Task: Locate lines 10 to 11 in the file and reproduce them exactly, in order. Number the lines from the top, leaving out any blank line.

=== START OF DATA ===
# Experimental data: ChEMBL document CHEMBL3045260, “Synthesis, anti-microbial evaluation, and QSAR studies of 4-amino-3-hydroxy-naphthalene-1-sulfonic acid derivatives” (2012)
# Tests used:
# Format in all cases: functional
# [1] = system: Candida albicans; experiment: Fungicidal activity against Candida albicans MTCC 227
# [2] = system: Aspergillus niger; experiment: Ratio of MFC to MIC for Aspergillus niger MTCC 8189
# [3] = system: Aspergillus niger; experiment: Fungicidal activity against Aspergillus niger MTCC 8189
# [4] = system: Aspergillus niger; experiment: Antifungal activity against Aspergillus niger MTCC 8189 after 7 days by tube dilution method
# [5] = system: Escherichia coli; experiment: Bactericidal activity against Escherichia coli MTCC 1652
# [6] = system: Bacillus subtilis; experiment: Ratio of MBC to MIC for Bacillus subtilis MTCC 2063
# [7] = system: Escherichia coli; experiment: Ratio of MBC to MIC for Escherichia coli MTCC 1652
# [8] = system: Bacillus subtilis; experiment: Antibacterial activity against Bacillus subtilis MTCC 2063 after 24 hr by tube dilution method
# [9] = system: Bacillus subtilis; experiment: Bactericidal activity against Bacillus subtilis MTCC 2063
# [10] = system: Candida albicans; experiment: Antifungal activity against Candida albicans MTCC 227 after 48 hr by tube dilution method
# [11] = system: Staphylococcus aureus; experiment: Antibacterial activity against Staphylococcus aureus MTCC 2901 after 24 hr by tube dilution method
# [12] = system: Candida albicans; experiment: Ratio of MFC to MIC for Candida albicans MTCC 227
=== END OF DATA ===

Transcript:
# [7] = system: Escherichia coli; experiment: Ratio of MBC to MIC for Escherichia coli MTCC 1652
# [8] = system: Bacillus subtilis; experiment: Antibacterial activity against Bacillus subtilis MTCC 2063 after 24 hr by tube dilution method